Virginia Tieman

Which method of making a mural would you use?

In Public on December 2, 2011 at 7:20 pm

I thought I’d let my viewers have a little fun and answer a poll based on these different mediums for making a mural. *The order of the pro and con list is not based on my own opinion. Enjoy!

1. Oil Painting


  • The paints moves around easily and has more flow than other paints.
  • Easy storage and can come back to use without the fear of it drying out too fast.
  • The smell of it. (Some may enjoy the scent and it may stimulate ideas)
  • You have to familiarize yourself with the technique to ensure that your mural does not crack.
  • You have to avoid dark areas to dry your mural because oil paintings may develop a thin film of oil causing it to yellow.
  • The smell of it. (The smell may turn you off and provide a headache)
2. Mosaic Tiles
  • Adds texture to a piece and allows the piece to pop out of the wall.
  • Comes in many materials: ceramic, glass, stone, plastic.
  • People will understand the time that went into the piece by looking at all the little bits.
  • Great for creativity on another level.
  • May lose important elements to the mural or pieces due to the many parts.
  • May cost more in supplies than using another medium.
  • Can be more time consuming than with another medium.
  • Damage can be done easily: glass; scratches, stone/ceramic; moss and mildew.
3. Fresco
  • Becomes permanent on the spot and after it crystalizes it is even more set into the wall.
  • Works well inside or outside.
  • It is considered a “green” way of painting because it does not use pollutant chemicals.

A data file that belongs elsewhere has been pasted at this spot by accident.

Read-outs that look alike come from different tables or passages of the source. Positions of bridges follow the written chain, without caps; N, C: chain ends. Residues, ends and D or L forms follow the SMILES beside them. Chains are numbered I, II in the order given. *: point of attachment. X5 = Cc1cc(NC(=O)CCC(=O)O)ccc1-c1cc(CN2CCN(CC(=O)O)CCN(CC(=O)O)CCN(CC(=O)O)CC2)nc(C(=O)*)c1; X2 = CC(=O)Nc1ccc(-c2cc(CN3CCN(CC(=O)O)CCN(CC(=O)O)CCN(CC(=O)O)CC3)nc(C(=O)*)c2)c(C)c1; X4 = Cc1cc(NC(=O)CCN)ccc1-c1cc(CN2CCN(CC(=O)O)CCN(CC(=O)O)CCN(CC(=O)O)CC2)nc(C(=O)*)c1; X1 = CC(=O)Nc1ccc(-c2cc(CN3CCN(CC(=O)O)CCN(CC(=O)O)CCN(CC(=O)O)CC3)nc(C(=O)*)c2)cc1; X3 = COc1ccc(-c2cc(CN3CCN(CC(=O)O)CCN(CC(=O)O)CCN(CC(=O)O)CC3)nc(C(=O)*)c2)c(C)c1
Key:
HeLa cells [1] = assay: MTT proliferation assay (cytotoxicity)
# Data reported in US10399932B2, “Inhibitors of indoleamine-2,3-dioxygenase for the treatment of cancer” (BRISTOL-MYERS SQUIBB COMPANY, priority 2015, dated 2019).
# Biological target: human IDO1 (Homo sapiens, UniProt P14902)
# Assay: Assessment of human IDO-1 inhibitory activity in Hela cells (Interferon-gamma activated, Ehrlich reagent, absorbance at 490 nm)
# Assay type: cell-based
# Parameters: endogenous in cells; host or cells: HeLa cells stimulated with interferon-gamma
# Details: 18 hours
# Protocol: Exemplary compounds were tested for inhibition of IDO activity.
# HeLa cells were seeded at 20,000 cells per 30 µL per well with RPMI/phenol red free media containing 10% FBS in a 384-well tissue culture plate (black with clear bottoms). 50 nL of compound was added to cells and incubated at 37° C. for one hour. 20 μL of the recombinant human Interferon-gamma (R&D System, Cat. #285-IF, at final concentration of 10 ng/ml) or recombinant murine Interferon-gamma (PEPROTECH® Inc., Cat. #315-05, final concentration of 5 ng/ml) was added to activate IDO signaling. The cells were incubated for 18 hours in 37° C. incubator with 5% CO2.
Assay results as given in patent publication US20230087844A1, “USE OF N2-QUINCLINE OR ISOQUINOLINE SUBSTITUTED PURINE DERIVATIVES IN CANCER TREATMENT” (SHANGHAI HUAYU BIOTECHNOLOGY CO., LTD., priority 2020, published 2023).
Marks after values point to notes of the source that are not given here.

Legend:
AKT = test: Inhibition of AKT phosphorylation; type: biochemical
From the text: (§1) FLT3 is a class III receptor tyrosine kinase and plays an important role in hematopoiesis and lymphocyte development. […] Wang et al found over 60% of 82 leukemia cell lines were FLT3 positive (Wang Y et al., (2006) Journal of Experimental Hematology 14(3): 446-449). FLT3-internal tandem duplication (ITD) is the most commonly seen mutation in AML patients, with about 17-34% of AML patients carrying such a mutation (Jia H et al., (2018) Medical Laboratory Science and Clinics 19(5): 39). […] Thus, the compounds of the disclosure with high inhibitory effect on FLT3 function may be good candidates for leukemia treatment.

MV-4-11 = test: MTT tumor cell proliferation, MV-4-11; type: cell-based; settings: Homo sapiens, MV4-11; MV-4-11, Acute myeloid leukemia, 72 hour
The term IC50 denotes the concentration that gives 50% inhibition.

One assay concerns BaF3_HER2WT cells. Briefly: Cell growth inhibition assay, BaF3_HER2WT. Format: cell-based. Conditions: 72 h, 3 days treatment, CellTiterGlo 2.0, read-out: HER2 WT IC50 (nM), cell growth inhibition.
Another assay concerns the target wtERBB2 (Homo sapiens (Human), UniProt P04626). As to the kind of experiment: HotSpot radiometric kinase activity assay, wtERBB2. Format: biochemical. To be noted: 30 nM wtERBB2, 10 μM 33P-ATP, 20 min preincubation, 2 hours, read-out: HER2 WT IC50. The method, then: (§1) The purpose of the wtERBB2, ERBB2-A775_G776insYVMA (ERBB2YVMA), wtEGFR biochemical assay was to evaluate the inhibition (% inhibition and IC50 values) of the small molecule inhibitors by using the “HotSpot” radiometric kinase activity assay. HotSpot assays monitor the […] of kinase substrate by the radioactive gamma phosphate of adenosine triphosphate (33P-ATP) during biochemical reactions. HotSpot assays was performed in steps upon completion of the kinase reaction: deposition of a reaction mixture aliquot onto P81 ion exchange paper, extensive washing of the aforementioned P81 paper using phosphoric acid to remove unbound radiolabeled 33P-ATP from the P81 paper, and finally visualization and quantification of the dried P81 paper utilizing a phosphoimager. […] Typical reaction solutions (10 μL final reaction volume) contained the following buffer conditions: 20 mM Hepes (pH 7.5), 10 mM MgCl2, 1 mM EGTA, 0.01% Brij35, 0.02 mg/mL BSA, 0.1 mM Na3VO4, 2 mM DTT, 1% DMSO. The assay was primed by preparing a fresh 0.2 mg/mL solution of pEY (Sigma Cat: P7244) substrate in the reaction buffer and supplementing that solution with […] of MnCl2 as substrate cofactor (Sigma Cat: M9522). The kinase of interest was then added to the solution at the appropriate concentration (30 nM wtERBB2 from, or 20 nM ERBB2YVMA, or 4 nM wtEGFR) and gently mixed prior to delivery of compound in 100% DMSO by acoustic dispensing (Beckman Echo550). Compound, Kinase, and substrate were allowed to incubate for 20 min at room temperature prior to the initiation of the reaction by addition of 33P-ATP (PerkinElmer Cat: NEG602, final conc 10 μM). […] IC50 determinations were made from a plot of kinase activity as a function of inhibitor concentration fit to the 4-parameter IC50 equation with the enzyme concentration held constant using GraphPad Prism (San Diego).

• Have to chip away to make any changes and crystalizes after 100 years.
  • You must work quickly and carefully because if there is a mistake you must scrape off the plaster and start anew. Technique might be tedious in the beginning.
  • You cannot move or rearrange a fresco.
4. Spray Paint
  • Spray paint covers more area than a brush does.
  • If you are pressed for time spray paint is faster to use than a brush or mosaic material.
  • Cleans up easier; no brushes to clean or many materials to collect.
  • Good on many surfaces.
  • Bad for the environment and you to breathe in.
  • May be expensive depending on how many cans you need to purchase.
  • Have to be a certain age to purchase.
  • Should not be used in tight corders and is not recommended for indoor use.
5. Acrylic Paints
  • Brushes can be easily cleaned with soap and water.
  • Dries fast. (Don’t have to waste time waiting for it to dry.)
  • Colors change little from wet to dry state so you know what you mural will look like when finished.
  • You can paint on many surfaces.
  • No smell.
  • Dries fast. (It is harder to blend colors on the space you are painting.)
  • No smell. (You may enjoy the smell of a spray can or oil paint.)
  • Have to keep brushes moist while painting.
  • Have to be careful about storage, will dry fast and you may lose a lot of the product if it is not recapped.
  • Will not adhere if there is any grease on the surface.

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